I received my M.F.A in 2010 and hung around New York for a few years, adjuncting and working to get some of my fiction published. It was during this time of teaching multiple classes for multiple colleges and universities that I developed an appreciation for writing pedagogy. It was also around this time, however, I started having these weird panic attacks in the middle of the night when thinking about how part-time teaching—as much as I loved the work taking place inside the classroom—was not a long-term, tenable option for me. And yes, I am talking material concerns here: paying the bills, providing for a family-to-be, planning how I could afford a future that could make room for my writing, etc. And as I think we all know, the adjunct shuffle is a tough dance to master and can put all sorts of financial and emotional pressure on the individual who attempts it, pressures that can have negative and immediate affects on one’s writing and teaching practices. So I came to the Ph.D program at U of L for a few reasons: to continue doing what I love; to learn more about writing and teaching; and to start working on ways to assist the particular demographic of contingent laborers of which I was a part by helping reconceptualize the institutional view of their contributions to writing programs.
It seems to me that many creative writers are attracted to teaching (which usually means teaching composition) because it offers them two things: time to work on their writing projects, and a way to work with language in their professional lives. Fiction writers, poets, dramatists—these individuals have a vested interest in language: how it is used creatively no matter the medium, and how we use it to speak toward what it means to be a living, breathing human being in this world. (A recent conversation with Professor Horner helped to clarify some of those things for me.) “Why not,” I thought, “see what creative writers are bringing into the composition classroom?”
At first I thought the idea was a bit silly—not because it wasn’t important to me but because I thought this must be something scholars have investigated to death already. But they haven’t. Sure, the influence of Creative Writing has been theorized, and compositionists have called for further investigations into the role that creative writing practices may play in the composition classroom. But even with the reinvigoration of Style studies and Writing Studies’ flirtation with theories of creative writing for the last decade or so, a surprisingly small amount of scholarship has been dedicated to investigating what practices those who first and foremost identify as creative writers enact in composition classrooms. And not only that, but also what they’ve already been bringing into these classrooms for a while now. There are so many ways to interrogate the world, so many ways to write ourselves into a knowledge about it, so many ways to write our ways into an understanding of our relationships to it—I’m interested in investigating some of the methods that find root in practices of overt creativity, and I look forward to what I’ll discover.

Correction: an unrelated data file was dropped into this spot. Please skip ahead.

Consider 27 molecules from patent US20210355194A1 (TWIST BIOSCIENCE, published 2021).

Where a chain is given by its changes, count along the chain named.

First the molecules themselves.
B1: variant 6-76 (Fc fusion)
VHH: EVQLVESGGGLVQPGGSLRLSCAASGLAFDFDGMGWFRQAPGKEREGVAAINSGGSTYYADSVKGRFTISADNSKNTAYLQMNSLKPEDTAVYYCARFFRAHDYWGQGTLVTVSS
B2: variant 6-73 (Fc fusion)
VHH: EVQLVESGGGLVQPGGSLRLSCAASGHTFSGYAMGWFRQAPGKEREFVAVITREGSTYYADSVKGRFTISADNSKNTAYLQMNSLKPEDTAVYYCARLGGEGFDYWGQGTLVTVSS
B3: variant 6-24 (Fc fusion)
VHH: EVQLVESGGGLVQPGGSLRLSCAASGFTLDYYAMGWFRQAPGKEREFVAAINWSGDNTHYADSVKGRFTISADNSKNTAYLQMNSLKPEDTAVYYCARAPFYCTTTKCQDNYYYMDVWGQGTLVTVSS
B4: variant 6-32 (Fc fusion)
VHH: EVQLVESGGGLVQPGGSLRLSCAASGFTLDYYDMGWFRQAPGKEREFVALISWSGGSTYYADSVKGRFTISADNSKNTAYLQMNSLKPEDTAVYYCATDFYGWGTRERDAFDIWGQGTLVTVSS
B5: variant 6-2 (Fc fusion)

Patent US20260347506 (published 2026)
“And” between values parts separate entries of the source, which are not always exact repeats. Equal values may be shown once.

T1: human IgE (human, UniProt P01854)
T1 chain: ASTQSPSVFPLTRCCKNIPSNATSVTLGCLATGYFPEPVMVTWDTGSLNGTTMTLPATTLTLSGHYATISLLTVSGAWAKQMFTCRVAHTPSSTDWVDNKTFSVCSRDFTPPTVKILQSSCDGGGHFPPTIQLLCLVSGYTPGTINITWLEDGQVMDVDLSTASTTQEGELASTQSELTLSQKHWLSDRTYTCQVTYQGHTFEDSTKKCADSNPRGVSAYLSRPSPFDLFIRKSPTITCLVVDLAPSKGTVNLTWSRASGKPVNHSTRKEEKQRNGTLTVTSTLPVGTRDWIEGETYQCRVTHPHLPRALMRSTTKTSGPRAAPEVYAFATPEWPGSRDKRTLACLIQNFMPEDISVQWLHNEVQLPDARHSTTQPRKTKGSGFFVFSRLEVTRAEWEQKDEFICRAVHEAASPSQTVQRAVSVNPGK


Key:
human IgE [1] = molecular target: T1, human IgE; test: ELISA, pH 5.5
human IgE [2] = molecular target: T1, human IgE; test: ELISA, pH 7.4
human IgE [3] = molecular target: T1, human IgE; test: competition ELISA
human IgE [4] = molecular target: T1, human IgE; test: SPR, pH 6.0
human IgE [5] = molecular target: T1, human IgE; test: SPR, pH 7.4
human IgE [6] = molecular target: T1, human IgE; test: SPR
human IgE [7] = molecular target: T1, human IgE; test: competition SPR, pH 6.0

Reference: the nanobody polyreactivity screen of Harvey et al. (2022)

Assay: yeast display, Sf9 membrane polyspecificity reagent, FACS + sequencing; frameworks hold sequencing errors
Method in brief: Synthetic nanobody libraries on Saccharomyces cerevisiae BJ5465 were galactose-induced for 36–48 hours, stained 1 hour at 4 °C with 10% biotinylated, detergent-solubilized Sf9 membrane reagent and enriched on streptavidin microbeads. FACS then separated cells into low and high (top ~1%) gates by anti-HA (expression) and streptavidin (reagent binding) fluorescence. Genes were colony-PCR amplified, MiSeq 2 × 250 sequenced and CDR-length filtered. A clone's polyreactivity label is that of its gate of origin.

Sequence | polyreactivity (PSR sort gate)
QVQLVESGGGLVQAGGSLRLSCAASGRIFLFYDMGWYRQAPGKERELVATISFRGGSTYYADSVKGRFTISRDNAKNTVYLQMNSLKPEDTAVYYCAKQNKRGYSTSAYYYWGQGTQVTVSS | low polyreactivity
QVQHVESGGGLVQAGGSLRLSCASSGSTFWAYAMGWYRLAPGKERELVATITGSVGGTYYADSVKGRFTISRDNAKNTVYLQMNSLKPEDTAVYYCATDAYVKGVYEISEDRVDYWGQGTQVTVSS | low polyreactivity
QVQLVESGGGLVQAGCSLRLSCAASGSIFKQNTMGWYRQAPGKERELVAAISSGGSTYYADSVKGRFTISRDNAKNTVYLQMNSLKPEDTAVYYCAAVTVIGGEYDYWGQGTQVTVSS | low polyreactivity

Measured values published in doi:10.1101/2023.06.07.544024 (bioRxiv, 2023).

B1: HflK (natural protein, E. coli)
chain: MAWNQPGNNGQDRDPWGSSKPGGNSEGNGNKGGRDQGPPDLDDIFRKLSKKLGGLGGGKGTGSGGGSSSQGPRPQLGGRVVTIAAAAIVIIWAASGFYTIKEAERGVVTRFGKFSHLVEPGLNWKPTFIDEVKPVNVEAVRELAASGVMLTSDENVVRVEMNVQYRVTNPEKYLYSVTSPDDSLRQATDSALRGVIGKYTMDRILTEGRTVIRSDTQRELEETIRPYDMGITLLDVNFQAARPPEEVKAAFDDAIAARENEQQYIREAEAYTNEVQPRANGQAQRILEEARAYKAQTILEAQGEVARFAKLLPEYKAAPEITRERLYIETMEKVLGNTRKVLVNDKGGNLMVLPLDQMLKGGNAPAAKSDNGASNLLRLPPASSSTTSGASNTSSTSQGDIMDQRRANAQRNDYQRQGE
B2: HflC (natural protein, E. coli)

So right now I am in the first phase of my research. I’m interviewing those I call “CWCIs” (Creative-Writing Composition Instructors) about their writing and teaching practices. The next phases of my research will include: reading their creative works; reading their comments to students; observing them while writing, teaching, and/or participating in workshops of their own; interviewing their peers and colleagues who are familiar with their writing and/or teaching practices; and, of course, engaging the CWCIs in conversations about all these next phases and offer them an opportunity to co-construct these analytical narratives.
I’ve known too many wonderful writers, with multiple wonderful works published, who struggle way too much with feeling their expertise in writing is not legitimized by the institutions that have tasked them with teaching writing. Further, the discipline of composition is itself losing out by marginalizing this population of knowledge-makers and influencers. As I think about what additional issues I’ll take up to turn this study into first a dissertation and, next, a book, I feel I’ll need to investigate hiring practices of institutions that rely on members of the creative writing population to teach composition. Chairs and WPAs alike are okaying these practices, and I think I’d like to know what some of their thoughts are about this population and its contributions to Composition. But, you know, first things first.
Jon Udelson is a 2nd-year Ph.D student and university fellow. He is currently finishing up coursework and is the Assistant Director of Creative Writing for AY 2015-16.